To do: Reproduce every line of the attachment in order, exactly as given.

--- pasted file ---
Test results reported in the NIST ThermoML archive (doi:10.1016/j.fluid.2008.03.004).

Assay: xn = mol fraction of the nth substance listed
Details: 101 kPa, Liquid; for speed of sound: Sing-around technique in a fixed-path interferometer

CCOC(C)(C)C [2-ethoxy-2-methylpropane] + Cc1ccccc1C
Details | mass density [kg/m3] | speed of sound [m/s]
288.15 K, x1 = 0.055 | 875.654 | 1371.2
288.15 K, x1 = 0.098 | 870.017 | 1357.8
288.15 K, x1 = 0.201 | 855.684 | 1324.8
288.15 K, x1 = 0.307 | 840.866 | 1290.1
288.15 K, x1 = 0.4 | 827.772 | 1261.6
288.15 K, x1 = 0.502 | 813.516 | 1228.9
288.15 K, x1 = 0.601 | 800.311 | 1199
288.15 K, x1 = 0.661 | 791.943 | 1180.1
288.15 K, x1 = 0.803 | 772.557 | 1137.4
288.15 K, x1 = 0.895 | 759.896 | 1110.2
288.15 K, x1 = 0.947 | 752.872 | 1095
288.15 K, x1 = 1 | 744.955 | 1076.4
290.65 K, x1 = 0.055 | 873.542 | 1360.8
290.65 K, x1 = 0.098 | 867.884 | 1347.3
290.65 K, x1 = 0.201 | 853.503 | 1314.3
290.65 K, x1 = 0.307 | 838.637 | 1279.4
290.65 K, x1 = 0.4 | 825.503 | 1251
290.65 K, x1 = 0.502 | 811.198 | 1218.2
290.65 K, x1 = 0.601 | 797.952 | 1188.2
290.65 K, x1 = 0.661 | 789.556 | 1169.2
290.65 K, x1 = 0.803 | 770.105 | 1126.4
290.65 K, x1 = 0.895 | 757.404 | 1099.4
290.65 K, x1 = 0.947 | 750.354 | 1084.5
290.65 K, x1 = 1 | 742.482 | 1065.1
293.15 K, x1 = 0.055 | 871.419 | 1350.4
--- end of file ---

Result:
Test results reported in the NIST ThermoML archive (doi:10.1016/j.fluid.2008.03.004).

Assay: xn = mol fraction of the nth substance listed
Details: 101 kPa, Liquid; for speed of sound: Sing-around technique in a fixed-path interferometer

CCOC(C)(C)C [2-ethoxy-2-methylpropane] + Cc1ccccc1C
Details | mass density [kg/m3] | speed of sound [m/s]
288.15 K, x1 = 0.055 | 875.654 | 1371.2
288.15 K, x1 = 0.098 | 870.017 | 1357.8
288.15 K, x1 = 0.201 | 855.684 | 1324.8
288.15 K, x1 = 0.307 | 840.866 | 1290.1
288.15 K, x1 = 0.4 | 827.772 | 1261.6
288.15 K, x1 = 0.502 | 813.516 | 1228.9
288.15 K, x1 = 0.601 | 800.311 | 1199
288.15 K, x1 = 0.661 | 791.943 | 1180.1
288.15 K, x1 = 0.803 | 772.557 | 1137.4
288.15 K, x1 = 0.895 | 759.896 | 1110.2
288.15 K, x1 = 0.947 | 752.872 | 1095
288.15 K, x1 = 1 | 744.955 | 1076.4
290.65 K, x1 = 0.055 | 873.542 | 1360.8
290.65 K, x1 = 0.098 | 867.884 | 1347.3
290.65 K, x1 = 0.201 | 853.503 | 1314.3
290.65 K, x1 = 0.307 | 838.637 | 1279.4
290.65 K, x1 = 0.4 | 825.503 | 1251
290.65 K, x1 = 0.502 | 811.198 | 1218.2
290.65 K, x1 = 0.601 | 797.952 | 1188.2
290.65 K, x1 = 0.661 | 789.556 | 1169.2
290.65 K, x1 = 0.803 | 770.105 | 1126.4
290.65 K, x1 = 0.895 | 757.404 | 1099.4
290.65 K, x1 = 0.947 | 750.354 | 1084.5
290.65 K, x1 = 1 | 742.482 | 1065.1
293.15 K, x1 = 0.055 | 871.419 | 1350.4